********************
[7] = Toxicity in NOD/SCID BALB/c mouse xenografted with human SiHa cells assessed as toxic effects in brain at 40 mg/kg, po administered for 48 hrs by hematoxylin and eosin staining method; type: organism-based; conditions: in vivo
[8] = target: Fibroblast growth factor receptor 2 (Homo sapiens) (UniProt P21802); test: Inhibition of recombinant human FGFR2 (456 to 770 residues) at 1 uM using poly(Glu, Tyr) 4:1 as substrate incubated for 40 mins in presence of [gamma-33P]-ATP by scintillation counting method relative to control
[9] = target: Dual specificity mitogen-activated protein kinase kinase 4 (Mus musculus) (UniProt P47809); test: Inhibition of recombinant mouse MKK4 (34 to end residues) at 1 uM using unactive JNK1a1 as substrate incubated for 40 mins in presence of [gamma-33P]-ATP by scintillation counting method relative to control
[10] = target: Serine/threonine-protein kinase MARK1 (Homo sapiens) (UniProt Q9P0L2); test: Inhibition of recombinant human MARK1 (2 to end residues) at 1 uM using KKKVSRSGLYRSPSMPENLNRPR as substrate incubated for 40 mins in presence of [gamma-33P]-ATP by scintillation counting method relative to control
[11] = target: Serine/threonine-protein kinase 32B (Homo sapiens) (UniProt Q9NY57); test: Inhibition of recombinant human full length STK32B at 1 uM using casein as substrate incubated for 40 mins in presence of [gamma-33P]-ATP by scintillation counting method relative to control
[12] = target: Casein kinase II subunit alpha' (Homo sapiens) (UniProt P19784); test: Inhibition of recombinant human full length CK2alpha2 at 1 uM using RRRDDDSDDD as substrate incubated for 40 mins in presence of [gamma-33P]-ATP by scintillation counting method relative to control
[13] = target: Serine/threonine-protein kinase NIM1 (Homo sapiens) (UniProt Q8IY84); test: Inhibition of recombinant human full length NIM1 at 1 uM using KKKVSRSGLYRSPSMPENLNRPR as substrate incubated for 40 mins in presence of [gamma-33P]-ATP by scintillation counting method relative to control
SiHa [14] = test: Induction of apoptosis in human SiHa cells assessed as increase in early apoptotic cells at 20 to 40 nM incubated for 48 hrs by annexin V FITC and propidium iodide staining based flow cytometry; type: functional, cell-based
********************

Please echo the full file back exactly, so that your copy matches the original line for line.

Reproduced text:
[7] = Toxicity in NOD/SCID BALB/c mouse xenografted with human SiHa cells assessed as toxic effects in brain at 40 mg/kg, po administered for 48 hrs by hematoxylin and eosin staining method; type: organism-based; conditions: in vivo
[8] = target: Fibroblast growth factor receptor 2 (Homo sapiens) (UniProt P21802); test: Inhibition of recombinant human FGFR2 (456 to 770 residues) at 1 uM using poly(Glu, Tyr) 4:1 as substrate incubated for 40 mins in presence of [gamma-33P]-ATP by scintillation counting method relative to control
[9] = target: Dual specificity mitogen-activated protein kinase kinase 4 (Mus musculus) (UniProt P47809); test: Inhibition of recombinant mouse MKK4 (34 to end residues) at 1 uM using unactive JNK1a1 as substrate incubated for 40 mins in presence of [gamma-33P]-ATP by scintillation counting method relative to control
[10] = target: Serine/threonine-protein kinase MARK1 (Homo sapiens) (UniProt Q9P0L2); test: Inhibition of recombinant human MARK1 (2 to end residues) at 1 uM using KKKVSRSGLYRSPSMPENLNRPR as substrate incubated for 40 mins in presence of [gamma-33P]-ATP by scintillation counting method relative to control
[11] = target: Serine/threonine-protein kinase 32B (Homo sapiens) (UniProt Q9NY57); test: Inhibition of recombinant human full length STK32B at 1 uM using casein as substrate incubated for 40 mins in presence of [gamma-33P]-ATP by scintillation counting method relative to control
[12] = target: Casein kinase II subunit alpha' (Homo sapiens) (UniProt P19784); test: Inhibition of recombinant human full length CK2alpha2 at 1 uM using RRRDDDSDDD as substrate incubated for 40 mins in presence of [gamma-33P]-ATP by scintillation counting method relative to control
[13] = target: Serine/threonine-protein kinase NIM1 (Homo sapiens) (UniProt Q8IY84); test: Inhibition of recombinant human full length NIM1 at 1 uM using KKKVSRSGLYRSPSMPENLNRPR as substrate incubated for 40 mins in presence of [gamma-33P]-ATP by scintillation counting method relative to control
SiHa [14] = test: Induction of apoptosis in human SiHa cells assessed as increase in early apoptotic cells at 20 to 40 nM incubated for 48 hrs by annexin V FITC and propidium iodide staining based flow cytometry; type: functional, cell-based